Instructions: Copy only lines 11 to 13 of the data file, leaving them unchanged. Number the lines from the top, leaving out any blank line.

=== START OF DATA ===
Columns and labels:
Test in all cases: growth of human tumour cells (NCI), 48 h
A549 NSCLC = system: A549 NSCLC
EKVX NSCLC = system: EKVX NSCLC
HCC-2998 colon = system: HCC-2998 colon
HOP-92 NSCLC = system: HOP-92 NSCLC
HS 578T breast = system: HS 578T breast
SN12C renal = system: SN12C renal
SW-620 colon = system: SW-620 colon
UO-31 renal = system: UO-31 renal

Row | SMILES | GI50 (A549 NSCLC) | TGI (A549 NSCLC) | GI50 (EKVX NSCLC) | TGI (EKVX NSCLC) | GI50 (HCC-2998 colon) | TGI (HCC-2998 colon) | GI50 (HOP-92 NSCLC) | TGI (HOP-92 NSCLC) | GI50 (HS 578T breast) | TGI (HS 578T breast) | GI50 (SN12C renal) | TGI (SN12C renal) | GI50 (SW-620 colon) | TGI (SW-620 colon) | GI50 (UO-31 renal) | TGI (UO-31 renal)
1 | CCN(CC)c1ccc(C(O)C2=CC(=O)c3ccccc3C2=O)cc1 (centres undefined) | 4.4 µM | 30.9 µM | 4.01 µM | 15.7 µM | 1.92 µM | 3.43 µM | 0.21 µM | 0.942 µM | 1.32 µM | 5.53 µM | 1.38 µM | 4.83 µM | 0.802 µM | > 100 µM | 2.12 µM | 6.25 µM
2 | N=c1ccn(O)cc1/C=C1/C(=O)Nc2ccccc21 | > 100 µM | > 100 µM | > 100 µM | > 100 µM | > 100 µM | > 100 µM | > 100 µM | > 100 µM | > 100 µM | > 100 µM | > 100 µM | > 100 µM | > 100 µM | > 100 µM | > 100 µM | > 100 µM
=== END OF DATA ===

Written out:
Row | SMILES | GI50 (A549 NSCLC) | TGI (A549 NSCLC) | GI50 (EKVX NSCLC) | TGI (EKVX NSCLC) | GI50 (HCC-2998 colon) | TGI (HCC-2998 colon) | GI50 (HOP-92 NSCLC) | TGI (HOP-92 NSCLC) | GI50 (HS 578T breast) | TGI (HS 578T breast) | GI50 (SN12C renal) | TGI (SN12C renal) | GI50 (SW-620 colon) | TGI (SW-620 colon) | GI50 (UO-31 renal) | TGI (UO-31 renal)
1 | CCN(CC)c1ccc(C(O)C2=CC(=O)c3ccccc3C2=O)cc1 (centres undefined) | 4.4 µM | 30.9 µM | 4.01 µM | 15.7 µM | 1.92 µM | 3.43 µM | 0.21 µM | 0.942 µM | 1.32 µM | 5.53 µM | 1.38 µM | 4.83 µM | 0.802 µM | > 100 µM | 2.12 µM | 6.25 µM
2 | N=c1ccn(O)cc1/C=C1/C(=O)Nc2ccccc21 | > 100 µM | > 100 µM | > 100 µM | > 100 µM | > 100 µM | > 100 µM | > 100 µM | > 100 µM | > 100 µM | > 100 µM | > 100 µM | > 100 µM | > 100 µM | > 100 µM | > 100 µM | > 100 µM